The Ukrainian Human Rights Ombudsperson’s “extensive work”


According to the Ombudsperson’s press service, the Ambassador for Norway gains his knowledge of the “extensive work” done by the Ombudsperson from her official website.

Over the last two weeks the monitoring group gathered more than 50 human rights-related reports. Most were pretty negative: about the AIDS epidemic in Ukraine being the worst in countries of Europe and Central Asia; about those authorities heightening tension in the Crimea and many others.  Most of the upbeat stories were about plans for the future.

There were a couple of cheering exceptions with the Ukrainian Helsinki Human Rights Union’s appeal over the young lad Ivan Keivan finally achieving some results (  See also “Congratulations, you’re not in the running” ( ). 

Only five of the items concerned the work of the Ombudsperson. Three meetings held with the management of the SBU [Security Service}, a meeting with the Serbian Ambassador, a submission to the President on creating a State Migration Service, and a statement about temporarily suspending action on lodging a submission with the Constitutional Court on unconstitutional norms in legislation on tender procurement. This is what the Ombudsperson’s website reports over the last two weeks.

To this modest list, we would add one response from the Ombudsperson’s Secretariat to an information request from the “Maidan” legal advisor, Oleksandr Severyn.  The response is negative, with the refusal to provide information about the work of the Ombudsperson being justified on the grounds that the law does not bind the Ombudsperson to reply to information requests and prohibits the public from interfering in the Ombudsperson’s work.  Mr Severyn is however advised to acquaint himself with her work on the official website.

Perhaps in response to information in last month’s monitoring report suggesting a lack of transparency in the Ombudsperson’s work, the press service of the Secretariat quotes the Ambassador for Norway as having said that he gains his knowledge of the “extensive work” done by the Ombudsperson from her official website.  Yet It’s sufficient to glance at the website in question to see that it’s updated irregularly and unsystematically. Some of the sections were last updated as far back as 2004.  The site appears to offer latest news in English  however the page which comes up is in only in Ukrainian and Russian. While there are only two formal tables, for 2005 and 2006 on the financial aspect of the Ombudsperson’s activities, there is ample evidence that the financing for this office would certainly cover the cost of translation.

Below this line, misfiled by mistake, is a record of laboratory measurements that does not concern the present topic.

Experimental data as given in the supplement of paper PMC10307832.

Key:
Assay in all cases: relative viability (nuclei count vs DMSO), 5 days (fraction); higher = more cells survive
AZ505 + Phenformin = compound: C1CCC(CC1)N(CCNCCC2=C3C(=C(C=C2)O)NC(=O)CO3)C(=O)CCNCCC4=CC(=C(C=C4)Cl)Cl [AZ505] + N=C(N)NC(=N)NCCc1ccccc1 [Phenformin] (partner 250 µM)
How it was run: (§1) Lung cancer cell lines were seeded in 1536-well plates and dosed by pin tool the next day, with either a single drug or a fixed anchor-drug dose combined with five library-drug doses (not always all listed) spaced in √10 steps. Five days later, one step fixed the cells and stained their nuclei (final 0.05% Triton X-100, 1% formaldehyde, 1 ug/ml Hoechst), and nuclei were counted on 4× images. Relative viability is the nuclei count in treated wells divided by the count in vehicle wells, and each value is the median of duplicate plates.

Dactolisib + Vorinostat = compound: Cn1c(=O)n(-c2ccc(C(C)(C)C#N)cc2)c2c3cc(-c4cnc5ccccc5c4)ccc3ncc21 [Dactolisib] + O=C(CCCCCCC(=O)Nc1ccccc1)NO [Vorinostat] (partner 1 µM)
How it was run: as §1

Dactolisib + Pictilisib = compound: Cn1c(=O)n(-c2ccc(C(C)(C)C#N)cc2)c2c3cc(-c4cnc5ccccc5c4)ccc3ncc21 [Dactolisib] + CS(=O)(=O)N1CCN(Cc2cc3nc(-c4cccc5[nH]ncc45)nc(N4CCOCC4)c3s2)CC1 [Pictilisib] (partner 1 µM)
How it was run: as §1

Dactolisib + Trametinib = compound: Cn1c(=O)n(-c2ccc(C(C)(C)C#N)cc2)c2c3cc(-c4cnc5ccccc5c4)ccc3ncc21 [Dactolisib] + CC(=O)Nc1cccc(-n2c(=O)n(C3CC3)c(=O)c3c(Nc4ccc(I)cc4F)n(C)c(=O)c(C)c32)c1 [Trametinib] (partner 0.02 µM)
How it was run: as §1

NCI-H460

It was not to be expected that the Ombudsperson would feel inclined to report the civil suit brought against her, the Speaker of Parliament and the Verkhovna Rada itself, over infringements to the Law on the Human Rights Ombudsperson. It is however a shame that the press saw no need to report the extraordinary ruling which effectively states that citizens have no legal redress against such infringements which the judge said did not “directly impinge upon them” (

It is also regrettable that the press did not take note of Ms Karpachova’s meeting with the Serbian Ambassador in Ukraine Goran Aleksiich. Whereas the President and Ministry of Foreign Affairs called for a balanced approach over Kosovo and called for continued negotiations between the Balkans and the international community, Ms Karpachova declared her solidarity for the Serbian position and announced her intention to discuss this issue with President Yushchenko.

Where the Ombudsperson did gain media coverage was over her meetings with the SBU management and the Prosecutor General. Over the last two weeks, of the 6 items concerning Ms Karpachova, 5 dealt with this subject. This is doubtless because of the dramatic statements made by Nina Karpachova following the arrest of Mr Rudkovsky, who held the position of Minister of Transport and Communications in the previous government (in the ruling coalition which Ms Karpachova was also a member of for more than 6 months). She claimed that the SBU had secret prisons.  This claim was immediately taken up by the Party of the Regions which called for the resignation of the SBU leadership.  The assertions were refuted, and no scandal emerged.  The meetings did result in the SBU removing a stamp “For official use only” from documents regulating the status of the department for pre-trial investigations in the SBU. The meetings found consensus over the need for reform of the Law on the Security Service, specifically to remove the function of pre-trial investigation, and ensure social and legal guarantees for employees of the service.

Abridged from the report at

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